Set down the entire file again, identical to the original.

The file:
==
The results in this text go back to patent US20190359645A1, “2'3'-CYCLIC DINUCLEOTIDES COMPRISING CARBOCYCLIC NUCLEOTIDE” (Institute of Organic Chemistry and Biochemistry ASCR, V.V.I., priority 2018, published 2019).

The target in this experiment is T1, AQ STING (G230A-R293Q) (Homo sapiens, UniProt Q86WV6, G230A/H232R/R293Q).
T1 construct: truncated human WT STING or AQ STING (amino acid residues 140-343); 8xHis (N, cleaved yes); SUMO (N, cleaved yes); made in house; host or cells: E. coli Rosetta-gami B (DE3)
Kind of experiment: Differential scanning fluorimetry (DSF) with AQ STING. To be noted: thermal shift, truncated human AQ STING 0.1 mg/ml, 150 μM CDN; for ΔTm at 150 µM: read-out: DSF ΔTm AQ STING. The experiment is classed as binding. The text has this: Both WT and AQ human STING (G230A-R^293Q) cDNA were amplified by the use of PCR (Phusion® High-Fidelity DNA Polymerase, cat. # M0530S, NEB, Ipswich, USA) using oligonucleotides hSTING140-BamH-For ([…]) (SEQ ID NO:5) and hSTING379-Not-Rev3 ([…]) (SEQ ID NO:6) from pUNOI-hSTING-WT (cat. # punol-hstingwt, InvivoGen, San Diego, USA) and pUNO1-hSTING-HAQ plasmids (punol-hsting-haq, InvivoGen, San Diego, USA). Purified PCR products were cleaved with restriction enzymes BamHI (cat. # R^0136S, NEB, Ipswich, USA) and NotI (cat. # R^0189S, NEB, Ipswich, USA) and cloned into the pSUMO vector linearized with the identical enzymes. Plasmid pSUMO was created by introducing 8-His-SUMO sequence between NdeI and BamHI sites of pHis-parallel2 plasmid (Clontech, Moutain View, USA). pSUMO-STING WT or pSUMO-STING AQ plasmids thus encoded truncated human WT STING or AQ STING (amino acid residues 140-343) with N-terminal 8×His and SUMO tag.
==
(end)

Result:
The results in this text go back to patent US20190359645A1, “2'3'-CYCLIC DINUCLEOTIDES COMPRISING CARBOCYCLIC NUCLEOTIDE” (Institute of Organic Chemistry and Biochemistry ASCR, V.V.I., priority 2018, published 2019).

The target in this experiment is T1, AQ STING (G230A-R293Q) (Homo sapiens, UniProt Q86WV6, G230A/H232R/R293Q).
T1 construct: truncated human WT STING or AQ STING (amino acid residues 140-343); 8xHis (N, cleaved yes); SUMO (N, cleaved yes); made in house; host or cells: E. coli Rosetta-gami B (DE3)
Kind of experiment: Differential scanning fluorimetry (DSF) with AQ STING. To be noted: thermal shift, truncated human AQ STING 0.1 mg/ml, 150 μM CDN; for ΔTm at 150 µM: read-out: DSF ΔTm AQ STING. The experiment is classed as binding. The text has this: Both WT and AQ human STING (G230A-R^293Q) cDNA were amplified by the use of PCR (Phusion® High-Fidelity DNA Polymerase, cat. # M0530S, NEB, Ipswich, USA) using oligonucleotides hSTING140-BamH-For ([…]) (SEQ ID NO:5) and hSTING379-Not-Rev3 ([…]) (SEQ ID NO:6) from pUNOI-hSTING-WT (cat. # punol-hstingwt, InvivoGen, San Diego, USA) and pUNO1-hSTING-HAQ plasmids (punol-hsting-haq, InvivoGen, San Diego, USA). Purified PCR products were cleaved with restriction enzymes BamHI (cat. # R^0136S, NEB, Ipswich, USA) and NotI (cat. # R^0189S, NEB, Ipswich, USA) and cloned into the pSUMO vector linearized with the identical enzymes. Plasmid pSUMO was created by introducing 8-His-SUMO sequence between NdeI and BamHI sites of pHis-parallel2 plasmid (Clontech, Moutain View, USA). pSUMO-STING WT or pSUMO-STING AQ plasmids thus encoded truncated human WT STING or AQ STING (amino acid residues 140-343) with N-terminal 8×His and SUMO tag.